Prejudices Against Mercy: Is Mercy a Relaxation of Justice?

An Inquiry Guided by St. Thomas Aquinas

Contemporary Concerns about Mercy

The fact that the Jubilee Year of Mercy called for by Pope Francis in 2016–17 coincided with mass encounters of Middle Eastern refugees in Europe, challenging immigration policy disputes in the United States, as well as the continued debates in the Western world over capital punishment, pardoning criminals, and dealings with the poor, generated many discussions which concluded, in one way or another, that mercy is a relaxation of justice, or, as some suspected, that it is plainly an abandonment of justice all together. Mercy has been frequently associated with leniency, soft-handedness, and weakness. According to this association, the person who is merciful is overtly emotional and does not possess the spine to administer justice when called to do so according to law. In the face of someone’s miseries, faults, and sins, he foolishly looks the other way by fabricating all kinds of excuses and allowances in the name of mercy. Rather than keeping people together in justice, mercy tears society asunder.

Such events had ramifications for Christian theology as well. Often in discussions of this past year several people applied this stereotype of mercy to God himself and the revelation contained in the Bible. They claimed that the revelation in the Old Testament concerns a God of justice who appears to be merciless, whereas the revelation in the New Testament regards a God of mercy who seems lax when it comes to matters of justice. What is concluded is that these different revelations are irreconcilably opposed as mercy is opposed to justice.

Is it correct that mercy is a relaxation of justice? In light of this apparent antagonism, is it right to say that God is either a god of mercy or a god of justice? To begin sketching an answer we need to investigate fundamental questions such as “What is justice?” “What is mercy?” and “What is the relationship between justice and mercy?” We will further form our answers by raising common objections that continue to be asked in contemporary discussions. Since human justice and mercy are conformed to divine justice and mercy, I will approach this question from a theological perspective with the hope that many will see numerous applications from our discoveries to relations between human persons. St. Thomas Aquinas will be our main guide along the way, helping us to reach in this brief account at least the doorstep of the truth of the matter.

What is Justice?

Before we begin our main goal to discover the nature of mercy, we must first ask ourselves, “what is justice?” We must do so because, as we will see later, in one sense mercy assumes justice, builds upon it, and ultimately perfects it.

Justice is traditionally distinguished between “commutative” and “distributive” justice. The former regards the reciprocal giving and receiving that occurs in businesses and other kinds of similar economic exchange. Distributive justice concerns the sharing and allocation of goods within a community, usually by its leader(s). For example, a father acts according to distributive justice when he circulates specific portions of goods within the family in proportion to the place each member holds within it. In a similar fashion, a president governs the nation with distributive justice through a dissemination of goods in accordance with each citizen’s status within the order of the nation. Implicit in both forms of justice is its classical definition: to give the goods to someone that are due to him. (See Summa Theologica II­–II, q. 58, a. 1, 11)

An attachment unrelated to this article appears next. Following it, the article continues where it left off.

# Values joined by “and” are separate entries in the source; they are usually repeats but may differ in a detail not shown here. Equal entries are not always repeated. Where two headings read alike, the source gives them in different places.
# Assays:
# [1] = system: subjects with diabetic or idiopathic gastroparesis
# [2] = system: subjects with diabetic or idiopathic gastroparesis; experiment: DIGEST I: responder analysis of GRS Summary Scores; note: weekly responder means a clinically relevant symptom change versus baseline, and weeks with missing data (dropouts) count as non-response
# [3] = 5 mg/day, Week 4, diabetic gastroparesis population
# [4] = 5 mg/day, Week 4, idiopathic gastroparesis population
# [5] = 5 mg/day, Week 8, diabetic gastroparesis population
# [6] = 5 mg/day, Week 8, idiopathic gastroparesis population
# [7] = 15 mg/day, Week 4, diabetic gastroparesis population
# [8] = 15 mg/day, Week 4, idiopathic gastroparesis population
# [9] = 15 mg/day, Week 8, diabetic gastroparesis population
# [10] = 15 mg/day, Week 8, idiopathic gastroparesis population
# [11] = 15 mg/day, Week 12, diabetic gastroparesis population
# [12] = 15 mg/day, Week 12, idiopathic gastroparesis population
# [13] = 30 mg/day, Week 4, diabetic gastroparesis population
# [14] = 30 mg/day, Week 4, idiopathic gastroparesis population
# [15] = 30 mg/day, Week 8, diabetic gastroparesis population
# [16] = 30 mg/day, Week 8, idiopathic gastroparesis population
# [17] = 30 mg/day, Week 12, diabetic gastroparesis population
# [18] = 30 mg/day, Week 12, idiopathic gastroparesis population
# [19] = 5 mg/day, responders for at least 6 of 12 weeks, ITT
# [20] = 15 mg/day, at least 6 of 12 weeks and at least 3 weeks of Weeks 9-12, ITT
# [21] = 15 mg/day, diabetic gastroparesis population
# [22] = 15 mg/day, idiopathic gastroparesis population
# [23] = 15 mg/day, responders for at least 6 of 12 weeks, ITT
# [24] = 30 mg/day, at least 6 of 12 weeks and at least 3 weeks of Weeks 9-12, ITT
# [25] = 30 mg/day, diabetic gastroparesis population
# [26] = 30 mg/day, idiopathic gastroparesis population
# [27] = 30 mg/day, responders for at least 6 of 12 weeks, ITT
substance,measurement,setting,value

Concerning the justice of God, because no economical exchanges or business transactions with human persons occur with him, commutative justice does not belong to him. Rather, God’s justice chiefly pertains to the allotment of goods which distributive justice concerns since he is the giver of all things to every person; as St. Paul relates, “who has given a gift to him [that is, to God] that he might be repaid” (Romans 11:35 RSV; also Psalm 116:12). In fact, God is the fullness of distributive justice because he provides goods to all creatures in accordance with the dignity of each within the order of the universe.

Objection: However, there are many people who have troubles with God being the fullness of justice, especially when in many matters he does not seem to uphold justice at all but rather acts as he pleases through his almighty power and omnipotent will. Is it really true that God is the fullness of justice?

In other words, God’s justice seems to be determined by his power: it accords with the rule of his omnipotent will over his weaker creatures. Justice appears to be abrogated by apparently random acts of God’s all-powerful will which condemns a seemingly innocent, just person or nation.

However, a closer look into the justice of God reveals that he acts always in a manner that is genuinely just. St. Thomas frequently and forcefully argues that one main reason why it is genuine is that it falls within the regulating bounds of his wisdom. Although his will is all-powerful, God does not will anything randomly or arbitrarily (and therefore potentially unjust), but rather he wills goods for all things only in accordance with what his wisdom approves. St. Thomas puts forth a remarkable claim that “God can do nothing that is not in accord with his wisdom and goodness.” (Summa Theologica I, q. 21, a. 4) In this way, God is a law onto himself — the good things that God wills for each thing are first perceived and approved as good by his intellect. (See Summa Theologica II­–II, q. 58, a. 4, r. 1–3) In and through this law, God acts towards all things with justice. What his wisdom approves is, as St. Thomas relates, God’s law of justice. (See Summa Theologica, I q. 21, a. 2) With God, then, it is not that might makes right, but rather wisdom makes right.